Mooshu Vegetables (or Pork or Beef or Chicken or Shrimp or…)

“Mooshu” will never be the same after Disney’s character (voiced by the hilarious Eddie Murphy) in Mulan, but Mooshu (also spelled moo shu, moo shi, or mu xu in Mandarin) is probably found in most Chinese restaurants in America. Its name appears to come from the dish’s appearance: the ingredients are basically cut into such small strips that they resemble wood shavings. Traditionally the ingredients include some sort of protein (meat, chicken, shrimp, tofu) plus wood ear, lily flower buds, bamboo shoots, and scrambled eggs. After being stirfried, the mixture is wrapped in a Mandarin pancake with a dab of hoisin or plum sauce and becomes a Chinese wrap of sorts.

You can substitute ingredients based on what’s at hand – the following is simply a suggestion to get you started. I avoid canned food such as bamboo shoots and water chestnuts and tend toward the fresh ingredients. The more exotic vegetables (wood ear, lily flowers) are available in Asian markets, but the recipe works fine without them. We don’t use too much processed/prepared food (in prepared sauces from China you run the risk of ingesting way too much msg and sodium) but I do like to add a bit of fermented black beans to this – you can then omit the hoisin or plum sauce as you will have enough flavor. If you don’t have the black beans, it will still be fine, with or without the added sauce.

ingredients:

  • your choice of protein (optional), approximately 8 oz, shredded:

pressed or baked tofu
shrimp (check out Monterey Bay Aquarium’s Seafood Watch for a list of the most sustainable varieties)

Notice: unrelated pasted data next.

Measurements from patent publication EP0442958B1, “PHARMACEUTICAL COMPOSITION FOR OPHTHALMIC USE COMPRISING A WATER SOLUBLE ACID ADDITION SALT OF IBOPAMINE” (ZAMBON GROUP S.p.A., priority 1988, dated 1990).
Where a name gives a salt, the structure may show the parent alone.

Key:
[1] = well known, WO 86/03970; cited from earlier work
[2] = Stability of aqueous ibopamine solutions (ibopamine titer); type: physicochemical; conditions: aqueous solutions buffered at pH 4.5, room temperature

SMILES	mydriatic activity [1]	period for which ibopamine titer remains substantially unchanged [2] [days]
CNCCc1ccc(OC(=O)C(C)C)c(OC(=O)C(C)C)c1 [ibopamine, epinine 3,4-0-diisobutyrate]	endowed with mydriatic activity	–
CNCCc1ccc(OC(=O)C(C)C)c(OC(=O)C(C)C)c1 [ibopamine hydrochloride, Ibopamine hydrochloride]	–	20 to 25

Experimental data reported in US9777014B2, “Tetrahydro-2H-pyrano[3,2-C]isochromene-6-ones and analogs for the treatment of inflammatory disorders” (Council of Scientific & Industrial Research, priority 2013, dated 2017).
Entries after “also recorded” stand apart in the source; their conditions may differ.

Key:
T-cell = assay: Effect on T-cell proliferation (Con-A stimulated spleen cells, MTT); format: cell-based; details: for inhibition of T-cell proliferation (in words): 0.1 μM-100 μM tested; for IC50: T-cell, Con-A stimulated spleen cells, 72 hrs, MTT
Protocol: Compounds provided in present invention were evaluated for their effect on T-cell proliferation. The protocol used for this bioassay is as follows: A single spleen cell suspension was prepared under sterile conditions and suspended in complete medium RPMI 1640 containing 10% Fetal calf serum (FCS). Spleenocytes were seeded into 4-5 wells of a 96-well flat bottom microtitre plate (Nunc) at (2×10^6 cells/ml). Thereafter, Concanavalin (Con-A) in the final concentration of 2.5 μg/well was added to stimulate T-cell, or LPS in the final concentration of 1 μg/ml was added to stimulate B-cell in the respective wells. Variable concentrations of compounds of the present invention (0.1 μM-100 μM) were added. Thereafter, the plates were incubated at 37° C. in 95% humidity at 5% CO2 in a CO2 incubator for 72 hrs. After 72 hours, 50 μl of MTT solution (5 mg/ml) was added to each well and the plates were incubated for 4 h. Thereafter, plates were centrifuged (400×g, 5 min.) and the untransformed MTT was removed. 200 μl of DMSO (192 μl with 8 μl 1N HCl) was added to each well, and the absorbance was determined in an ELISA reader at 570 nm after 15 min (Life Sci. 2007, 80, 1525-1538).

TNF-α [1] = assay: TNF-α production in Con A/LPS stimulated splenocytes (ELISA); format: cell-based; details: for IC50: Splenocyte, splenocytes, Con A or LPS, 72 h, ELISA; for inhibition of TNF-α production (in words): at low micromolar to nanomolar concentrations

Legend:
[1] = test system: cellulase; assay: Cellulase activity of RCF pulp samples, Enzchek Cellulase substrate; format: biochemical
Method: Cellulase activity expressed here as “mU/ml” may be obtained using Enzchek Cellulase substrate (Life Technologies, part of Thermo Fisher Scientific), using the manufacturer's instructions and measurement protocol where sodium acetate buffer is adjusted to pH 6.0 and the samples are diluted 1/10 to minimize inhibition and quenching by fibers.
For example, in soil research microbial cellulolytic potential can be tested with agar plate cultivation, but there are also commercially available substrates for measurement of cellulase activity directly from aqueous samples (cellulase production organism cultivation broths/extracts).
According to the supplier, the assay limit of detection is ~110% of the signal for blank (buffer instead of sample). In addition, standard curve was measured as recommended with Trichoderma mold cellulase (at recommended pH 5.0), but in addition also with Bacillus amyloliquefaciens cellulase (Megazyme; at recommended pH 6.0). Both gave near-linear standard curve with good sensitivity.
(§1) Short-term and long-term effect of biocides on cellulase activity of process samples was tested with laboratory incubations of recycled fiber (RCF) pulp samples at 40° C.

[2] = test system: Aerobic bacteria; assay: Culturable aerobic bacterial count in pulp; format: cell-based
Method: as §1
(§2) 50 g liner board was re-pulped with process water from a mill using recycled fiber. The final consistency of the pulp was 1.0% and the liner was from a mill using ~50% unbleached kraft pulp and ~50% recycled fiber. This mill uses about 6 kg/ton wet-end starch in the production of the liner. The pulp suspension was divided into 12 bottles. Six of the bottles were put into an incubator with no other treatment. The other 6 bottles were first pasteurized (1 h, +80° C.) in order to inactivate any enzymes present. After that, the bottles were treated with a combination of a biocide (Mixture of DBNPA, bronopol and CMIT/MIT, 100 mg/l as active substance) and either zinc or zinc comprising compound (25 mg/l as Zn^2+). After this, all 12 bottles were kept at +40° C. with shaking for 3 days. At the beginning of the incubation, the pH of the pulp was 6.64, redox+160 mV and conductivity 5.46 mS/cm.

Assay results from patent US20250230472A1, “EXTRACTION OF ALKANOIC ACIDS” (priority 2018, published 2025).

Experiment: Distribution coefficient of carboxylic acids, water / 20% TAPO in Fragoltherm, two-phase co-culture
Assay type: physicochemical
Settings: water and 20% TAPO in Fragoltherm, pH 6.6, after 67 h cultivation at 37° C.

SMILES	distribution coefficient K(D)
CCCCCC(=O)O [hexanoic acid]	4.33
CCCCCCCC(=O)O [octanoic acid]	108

pork, beef, or chicken (visit Local Harvest for sustainably raised products available near you)

  • marinade

for beef/pork: 2 tsp soy sauce + 1 tsp cornstarch
for chicken/shrimp: 1/2 egg white, beaten + 1 tsp cornstarch
for tofu: none

  • your choice of vegetables, enough to make approximately 2 c, shredded:

carrot
celery
bean sprouts
cabbage
shiitake mushrooms, fresh or dried (rehydrate 20 m): stems reserved for making broth, soaking liquid reserved for another use
wood ear: rehydrate 30 m, rinse well, remove tough parts
lily flowers (golden needles): rehydrate 30 m, snip off the tough ends
bamboo shoots
water chestnuts

sauce:

  • 1 tsp light soy sauce
  • 1 tsp fermented black beans, chopped (optional)
  • 1 tsp Shaoxing cooking wine or dry sherry
  • 1 tsp sesame oil
  • 1/2 tsp salt or to taste

method:

  1. Finely shred (1/16 x 1/16 x 1″) all ingredients.
  2. Combine the protein (if you’re adding some) with the appropriate marinade and allow to rest for up to 30 m.
  3. Combine the sauce ingredients and set aside.
  4. Heat 1 T oil in a skillet or omelet pan, then add the beaten eggs. You can either scramble them or allow them to cook over low heat into a thin omelet, which you can turn out and also cut into fine shreds.
  5. Heat 1 T oil in a wok over high heat until it shimmers, explode the scallions until fragrant, add the vegetables, and stirfry quickly until crisp-tender. If your wok is small, you may want to do this in 2 batches, or the vegetables will crowd the pan and steam instead of stirfry. Remove.
  6. Heat 1 T oil in the wok over high heat until it shimmers, then add the protein (if applicable), stirfrying until the meat loses its pink color, approximately 1-2 m.
  7. Add the vegetables back to the wok, add the sauce, stirfry quickly to combine, another 1 m or so.
  8. Adjust seasoning and remove to a serving bowl, serve with the pancakes on the side.
  9. You can let your diners wrap their own “Chinese burritos” or you can make them yourself just before serving: place a pancake flat on a plate; using a slotted spoon, add approximately 1/4 c of the vegetable mixture down the middle of the pancake in a long mound, leaving 1″ between the end of the mound and the rim of the pancake. Fold up the rim where the space remains, fold over 1 side of the pancake perpendicular to the first fold, then roll tightly toward the opposite side. If you prefer to use chopsticks, be sure to roll tightly, then slice the wrap on the diagonal with a sharp knife.
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